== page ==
Chevy C10/GMC K10 First Generation
The 1960 model year introduced a new body style of light pick-up truck that featured many firsts. Most important of these were a drop-center ladder frame, allowing the cab to sit lower, and independent front suspension, giving an almost car-like ride in a truck. Also new for 1960 was a new designation system for trucks made by GM. Gone was the 3100, 3200, and 3600 designations for short 1/2, long 1/2 and 3/4-ton models. Instead, a new scheme would assign a 10, 20, or 30 for 1/2, 3/4, and 1-ton models. Since 1957, trucks were available from the factory as 4-wheel drive, and the new class scheme would make this known. A C (Conventional) in front of the series number would indicate 2-wheel rear drive while a K would denote 4-wheel drive. Actual badging on trucks still carried the series name system from the previous generation. The 10, 20, 30, and 40 series (C or K) were badged as “Apache”, etc. 50, and 60 series trucks were badged as “Viking”, and the largest 70, 80, and 90 series models were marked “Spartan” etc. in 1960, C/K trucks were available in smooth “Fleetside” or fendered “Stepside” versions. GMC called these “Wideside” and “Fenderside.” Half-ton models were the C10 and K10 long-bed and short-bed trucks, and The 3/4-ton C20 and K20, as well as the one-ton C30, were also available. GMC did not use the “C” nomenclature, though their 4×4 versions had the “K” designation. GMC Model numbers for 1/2, 3/4, 1, and 1.5 ton were 1000, 1500, 2500, and 3000.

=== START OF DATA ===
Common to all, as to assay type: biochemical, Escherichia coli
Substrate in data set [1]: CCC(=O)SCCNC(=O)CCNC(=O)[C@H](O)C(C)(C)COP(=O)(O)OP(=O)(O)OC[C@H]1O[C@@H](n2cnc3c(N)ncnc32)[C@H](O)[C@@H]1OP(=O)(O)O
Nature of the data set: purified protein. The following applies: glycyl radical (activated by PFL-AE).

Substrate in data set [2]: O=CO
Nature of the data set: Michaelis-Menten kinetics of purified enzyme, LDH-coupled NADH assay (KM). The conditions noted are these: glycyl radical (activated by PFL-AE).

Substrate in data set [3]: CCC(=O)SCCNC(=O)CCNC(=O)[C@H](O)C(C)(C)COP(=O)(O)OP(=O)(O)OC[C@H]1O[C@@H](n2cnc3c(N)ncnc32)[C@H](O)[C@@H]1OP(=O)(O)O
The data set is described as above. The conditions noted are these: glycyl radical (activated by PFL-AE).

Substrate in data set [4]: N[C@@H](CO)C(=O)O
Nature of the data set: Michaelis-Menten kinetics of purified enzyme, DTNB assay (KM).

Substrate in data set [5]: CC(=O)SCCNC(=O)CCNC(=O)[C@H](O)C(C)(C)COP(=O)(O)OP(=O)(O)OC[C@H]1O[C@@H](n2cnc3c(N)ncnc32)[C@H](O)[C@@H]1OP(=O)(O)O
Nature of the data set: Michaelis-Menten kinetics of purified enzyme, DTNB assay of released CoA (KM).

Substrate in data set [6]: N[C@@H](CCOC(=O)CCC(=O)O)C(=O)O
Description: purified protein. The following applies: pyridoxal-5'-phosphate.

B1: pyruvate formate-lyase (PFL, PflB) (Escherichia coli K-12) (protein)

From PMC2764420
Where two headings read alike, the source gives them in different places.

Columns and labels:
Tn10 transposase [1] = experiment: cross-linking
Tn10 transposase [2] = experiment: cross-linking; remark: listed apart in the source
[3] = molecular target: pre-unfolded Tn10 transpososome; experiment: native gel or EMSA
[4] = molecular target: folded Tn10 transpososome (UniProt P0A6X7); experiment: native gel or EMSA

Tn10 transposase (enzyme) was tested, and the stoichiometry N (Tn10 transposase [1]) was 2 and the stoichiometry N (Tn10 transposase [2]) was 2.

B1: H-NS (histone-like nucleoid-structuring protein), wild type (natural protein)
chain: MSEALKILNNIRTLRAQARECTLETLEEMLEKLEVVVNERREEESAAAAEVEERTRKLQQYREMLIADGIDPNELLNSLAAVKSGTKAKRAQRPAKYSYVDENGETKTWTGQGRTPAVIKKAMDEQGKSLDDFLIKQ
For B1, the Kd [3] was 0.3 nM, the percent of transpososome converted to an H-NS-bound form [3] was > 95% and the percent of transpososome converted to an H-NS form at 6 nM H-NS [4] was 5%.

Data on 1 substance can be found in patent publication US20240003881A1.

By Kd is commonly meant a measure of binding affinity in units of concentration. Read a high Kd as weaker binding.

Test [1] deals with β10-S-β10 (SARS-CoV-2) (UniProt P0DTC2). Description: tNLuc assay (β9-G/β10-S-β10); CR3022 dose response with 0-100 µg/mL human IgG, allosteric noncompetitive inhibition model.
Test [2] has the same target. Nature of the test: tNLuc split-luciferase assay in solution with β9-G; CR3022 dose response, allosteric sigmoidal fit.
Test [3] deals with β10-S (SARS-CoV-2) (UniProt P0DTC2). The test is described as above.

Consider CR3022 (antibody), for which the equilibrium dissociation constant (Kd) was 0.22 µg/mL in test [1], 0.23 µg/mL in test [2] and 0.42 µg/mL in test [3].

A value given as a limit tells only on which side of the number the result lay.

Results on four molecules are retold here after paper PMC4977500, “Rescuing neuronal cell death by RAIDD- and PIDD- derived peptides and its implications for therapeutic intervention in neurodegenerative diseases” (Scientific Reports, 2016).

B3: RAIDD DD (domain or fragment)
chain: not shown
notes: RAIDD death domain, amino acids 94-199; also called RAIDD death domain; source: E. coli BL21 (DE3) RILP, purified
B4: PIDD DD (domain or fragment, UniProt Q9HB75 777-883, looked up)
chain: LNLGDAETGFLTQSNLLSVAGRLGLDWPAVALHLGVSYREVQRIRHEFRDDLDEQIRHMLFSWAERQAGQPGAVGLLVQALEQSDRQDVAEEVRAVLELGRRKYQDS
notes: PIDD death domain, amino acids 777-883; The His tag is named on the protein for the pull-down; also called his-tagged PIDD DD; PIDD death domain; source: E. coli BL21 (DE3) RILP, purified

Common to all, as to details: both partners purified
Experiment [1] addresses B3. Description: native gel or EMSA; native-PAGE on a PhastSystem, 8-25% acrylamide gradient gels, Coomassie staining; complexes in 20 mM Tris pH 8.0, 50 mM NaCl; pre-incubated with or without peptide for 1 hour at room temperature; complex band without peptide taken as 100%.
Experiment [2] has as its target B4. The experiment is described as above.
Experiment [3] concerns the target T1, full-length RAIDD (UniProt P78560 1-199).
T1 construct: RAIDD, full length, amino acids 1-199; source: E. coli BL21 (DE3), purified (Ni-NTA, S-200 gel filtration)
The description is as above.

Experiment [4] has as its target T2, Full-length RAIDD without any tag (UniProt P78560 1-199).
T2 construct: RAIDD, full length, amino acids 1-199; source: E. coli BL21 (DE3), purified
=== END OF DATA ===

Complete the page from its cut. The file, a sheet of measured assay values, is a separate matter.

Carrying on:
1966 Chevy C10/GMC K10 Differences
A new base engine finished the model in 1966 with a 155 hp (116 kW) 250 in³ (4.1 L) I6.